The Carter administration is proposing a new theater defense military package for the North Atlantic Treaty Organization that would trade off existing atomic hardware in Western Europe for longer-range nuclear missiles capable of reaching Soviet targets.

Introduction of the new missile - the extended-range Pershing II - is already stirring public controversy within the NATO alliance and has become a target of Soviet criticism.

U.S. officials, mindful of the alliance crisis that developed over proposed deployment last year of neutron weapons, are attempting to lay the groundwork for a December NATO ministerial meeting that would announce:

A 1,000-mile extended-range Pershing II missile will be built by the U.S. and by 1983 based in several unnamed NATO countries.

The number of nuclear systems now in Europe designed for use on NATO territory - such as artillery and atomic demolition munitions - will be reduced.

The total number of Pershing II's deployed could be limited if the Soviet Union agreed to some unclear arms limitations for European theater systems.

The NATO allies might eliminate U.S. forward-based systems - those fighter aircraft stationed in Europe, armed with nuclear bombs that could hit Soviet targets.

By reducing the number of nuclear artillery systems in Europe, U.S. negotiators hope to keep down opposition of political forces that object to nuclear weapons designed for use on West European soil. That group was particularly vocal among opponents to NATO's deploying neutron weapons.

The United States is also pushing for NATO to come up with an arms control package built around the new missile system. Such a plan would also help develop politt any NATO target, even those in Iceland.

U.S.%N THE SOVIET BUILDUP OF ITS OWN EUROPEAN NUCLEAR SYSTEMS - PARTICULARLY THE SS20, a 2,5000-mile mobile missile that carries three large nuclear warheads and can hit any NATRO target, even those in Iceland.

U.S. government officials, from the Pentagon to the Arms Control and Disarmament Agency, see the effort to gain NATO acceptance of the new missile as important in maintaining the alliance's military viability.

As one official put it, "We have to demonstrate to the Soviets that the alliance can take tough decisions." And, he added, "We will signal the Soviets that when they engage in this behavior [building up SS20s], the West can respond in a way to make them uncomfortable."

While most nuclear arms control efforts in the past 10 years have been directed at strategic weapons, both the United States and the Soviet Union have moved to modernize their more numerous theater nuclear forces.

The once overwhelming U.S. and NATO advantage in these shorter-range nuclear weapons has all but vanished in the face of increased Soviet deployments.

At a Feb. 22, 1979, closed session of the Senate Armed Services Committee, Gen. Alexander M. Haig Jr., the NATO commander, said there is "a current Soviet advantage, especially in long-range theater nuclear systems," according to the recently-released transcript.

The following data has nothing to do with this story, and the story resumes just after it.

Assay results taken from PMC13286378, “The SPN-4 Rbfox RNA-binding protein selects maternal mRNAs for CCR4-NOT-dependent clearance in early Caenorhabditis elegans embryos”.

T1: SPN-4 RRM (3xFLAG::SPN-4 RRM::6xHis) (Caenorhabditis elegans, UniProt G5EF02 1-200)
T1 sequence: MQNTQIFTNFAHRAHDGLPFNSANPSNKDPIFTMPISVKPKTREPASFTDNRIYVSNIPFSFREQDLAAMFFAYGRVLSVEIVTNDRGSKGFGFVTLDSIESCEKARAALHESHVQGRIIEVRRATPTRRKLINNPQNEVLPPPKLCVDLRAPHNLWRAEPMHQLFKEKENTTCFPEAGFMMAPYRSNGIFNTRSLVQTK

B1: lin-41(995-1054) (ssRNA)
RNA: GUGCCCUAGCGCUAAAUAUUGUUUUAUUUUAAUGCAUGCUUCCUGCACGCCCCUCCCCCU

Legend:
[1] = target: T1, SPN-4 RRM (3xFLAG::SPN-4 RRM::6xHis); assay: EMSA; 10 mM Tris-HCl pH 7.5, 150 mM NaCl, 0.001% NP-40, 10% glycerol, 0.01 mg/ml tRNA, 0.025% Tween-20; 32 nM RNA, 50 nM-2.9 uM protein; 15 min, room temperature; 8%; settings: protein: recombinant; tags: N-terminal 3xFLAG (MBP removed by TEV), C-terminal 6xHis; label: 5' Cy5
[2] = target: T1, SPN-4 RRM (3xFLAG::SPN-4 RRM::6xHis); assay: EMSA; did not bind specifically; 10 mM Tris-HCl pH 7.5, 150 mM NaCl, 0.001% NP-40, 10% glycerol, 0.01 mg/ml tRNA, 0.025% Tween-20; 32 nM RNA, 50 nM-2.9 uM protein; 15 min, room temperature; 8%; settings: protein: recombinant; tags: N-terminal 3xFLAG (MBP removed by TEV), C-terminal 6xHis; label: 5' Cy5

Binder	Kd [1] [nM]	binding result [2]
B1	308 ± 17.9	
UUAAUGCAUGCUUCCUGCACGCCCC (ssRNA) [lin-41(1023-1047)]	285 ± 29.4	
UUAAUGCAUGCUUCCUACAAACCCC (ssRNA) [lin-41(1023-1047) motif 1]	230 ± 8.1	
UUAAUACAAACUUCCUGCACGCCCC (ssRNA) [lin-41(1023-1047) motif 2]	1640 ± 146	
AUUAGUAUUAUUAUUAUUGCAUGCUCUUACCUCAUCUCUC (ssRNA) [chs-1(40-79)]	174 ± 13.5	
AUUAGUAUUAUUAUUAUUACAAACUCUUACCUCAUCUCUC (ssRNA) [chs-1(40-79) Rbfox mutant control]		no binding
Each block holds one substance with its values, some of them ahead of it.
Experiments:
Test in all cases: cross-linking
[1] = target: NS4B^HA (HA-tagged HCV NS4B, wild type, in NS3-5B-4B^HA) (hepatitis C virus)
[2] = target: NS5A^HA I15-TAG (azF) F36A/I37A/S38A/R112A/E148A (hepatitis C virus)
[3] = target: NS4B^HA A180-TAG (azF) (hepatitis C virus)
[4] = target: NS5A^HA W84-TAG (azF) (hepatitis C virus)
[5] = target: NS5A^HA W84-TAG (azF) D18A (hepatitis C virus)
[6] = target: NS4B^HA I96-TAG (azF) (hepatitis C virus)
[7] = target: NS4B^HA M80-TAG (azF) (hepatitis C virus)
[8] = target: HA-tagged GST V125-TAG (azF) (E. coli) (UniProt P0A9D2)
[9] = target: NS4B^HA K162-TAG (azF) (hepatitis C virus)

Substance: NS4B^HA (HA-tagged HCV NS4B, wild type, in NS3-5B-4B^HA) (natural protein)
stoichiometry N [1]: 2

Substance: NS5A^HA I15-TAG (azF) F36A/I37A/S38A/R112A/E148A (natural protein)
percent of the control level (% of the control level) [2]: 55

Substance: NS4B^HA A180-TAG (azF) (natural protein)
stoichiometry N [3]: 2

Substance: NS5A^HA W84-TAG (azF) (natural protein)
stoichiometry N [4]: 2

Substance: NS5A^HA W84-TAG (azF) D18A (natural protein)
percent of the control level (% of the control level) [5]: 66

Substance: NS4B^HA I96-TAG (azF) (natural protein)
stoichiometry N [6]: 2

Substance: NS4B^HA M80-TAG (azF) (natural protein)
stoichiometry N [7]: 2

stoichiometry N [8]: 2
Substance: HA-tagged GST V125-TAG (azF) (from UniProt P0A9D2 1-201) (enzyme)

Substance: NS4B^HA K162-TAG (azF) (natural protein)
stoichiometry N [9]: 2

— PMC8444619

NATO military men last year agreed that something more than the 400-mile Pershing missile was needed to meet the asymmetry caused by increased deployment of the Soviet SS20s.

The United States already had under development ground and sea-launched versions of the cruise missile. However both versions of these accurate nuclear weapons had already drawn Soviet attention and concern.

At the strategic arms limitation treaty negotiations, the Soviets insisted the range of these two cruise missiles - at least for the next three years - be limited to 360 miles, thus preventing them from being capable of reaching Russian territory from Western Europe.

U.S. weapons designers turned to the Pershing, which was not limited by SALT. The range for that ballistic missile was increased and the extended-range Pershing II was born.

Development of the system was the easiest part of the problem. Getting it accepted by the NATO countries on whose soil it would be based was to be something else again.

The West Germans, who first raised public concern over the SS20 deployments, made it known that they would base the new missile on their soil only if another continental NATO country did the same.

That was the exact position they had taken on the neutron weapons, and neither the Netherlands nor Belgium would go along.

U.S. negotiators in talks with officials of those two countries cite the differences between the neutron weapons and the proposed new Pershing missile.

Primarily the missile is designed to hit deep into enemy territory, not for use on Allied soil. In addition, it is a nuclear system deployed in response to a Soviet weapon.

At the last NATO maneuvers, use of a NATO long-range missile was played out and, for the first time in many such exercises, no nuclear devices were said to have been exploded on allied territory.

American officials hope to get both countries to accept the new missile, thus spreading the political heat that the decision is bound to create, particularly among left-wing European elements.